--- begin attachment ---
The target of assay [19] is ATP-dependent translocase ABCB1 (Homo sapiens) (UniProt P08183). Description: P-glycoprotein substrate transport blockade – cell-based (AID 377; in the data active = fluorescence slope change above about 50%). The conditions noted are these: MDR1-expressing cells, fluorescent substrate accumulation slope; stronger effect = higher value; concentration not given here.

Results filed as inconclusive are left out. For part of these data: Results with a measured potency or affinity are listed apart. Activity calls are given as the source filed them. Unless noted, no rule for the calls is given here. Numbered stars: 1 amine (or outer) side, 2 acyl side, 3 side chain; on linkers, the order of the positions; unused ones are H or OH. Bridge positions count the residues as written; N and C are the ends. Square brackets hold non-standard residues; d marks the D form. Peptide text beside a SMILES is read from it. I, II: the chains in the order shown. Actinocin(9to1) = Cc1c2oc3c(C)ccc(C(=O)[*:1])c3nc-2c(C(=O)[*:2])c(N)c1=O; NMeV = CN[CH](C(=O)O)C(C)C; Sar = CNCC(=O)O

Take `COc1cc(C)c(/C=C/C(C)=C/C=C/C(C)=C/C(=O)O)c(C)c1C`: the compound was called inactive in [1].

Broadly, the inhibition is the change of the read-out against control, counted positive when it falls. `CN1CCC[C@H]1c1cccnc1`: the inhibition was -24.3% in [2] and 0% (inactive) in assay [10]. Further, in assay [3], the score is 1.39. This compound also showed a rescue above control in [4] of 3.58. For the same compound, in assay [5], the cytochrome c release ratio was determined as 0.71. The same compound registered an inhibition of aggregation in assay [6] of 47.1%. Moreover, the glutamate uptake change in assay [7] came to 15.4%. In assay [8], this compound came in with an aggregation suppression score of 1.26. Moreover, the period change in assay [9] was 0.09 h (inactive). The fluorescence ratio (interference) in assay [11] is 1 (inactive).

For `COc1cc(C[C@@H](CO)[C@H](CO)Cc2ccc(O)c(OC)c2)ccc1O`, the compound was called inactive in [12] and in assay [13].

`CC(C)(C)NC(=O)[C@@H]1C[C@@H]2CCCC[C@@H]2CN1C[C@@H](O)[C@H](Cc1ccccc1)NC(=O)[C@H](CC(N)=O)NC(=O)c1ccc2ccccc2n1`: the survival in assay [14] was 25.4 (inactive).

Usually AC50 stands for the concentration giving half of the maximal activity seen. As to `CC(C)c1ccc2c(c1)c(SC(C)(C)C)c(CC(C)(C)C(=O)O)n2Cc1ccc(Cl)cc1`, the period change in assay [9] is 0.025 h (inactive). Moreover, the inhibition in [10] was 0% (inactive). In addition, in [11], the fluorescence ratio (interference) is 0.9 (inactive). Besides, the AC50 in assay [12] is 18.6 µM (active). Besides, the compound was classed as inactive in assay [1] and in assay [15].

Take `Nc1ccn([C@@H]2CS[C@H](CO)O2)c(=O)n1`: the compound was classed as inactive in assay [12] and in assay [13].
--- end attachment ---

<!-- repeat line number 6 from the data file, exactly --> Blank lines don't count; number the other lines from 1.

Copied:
`CC(C)(C)NC(=O)[C@@H]1C[C@@H]2CCCC[C@@H]2CN1C[C@@H](O)[C@H](Cc1ccccc1)NC(=O)[C@H](CC(N)=O)NC(=O)c1ccc2ccccc2n1`: the survival in assay [14] was 25.4 (inactive).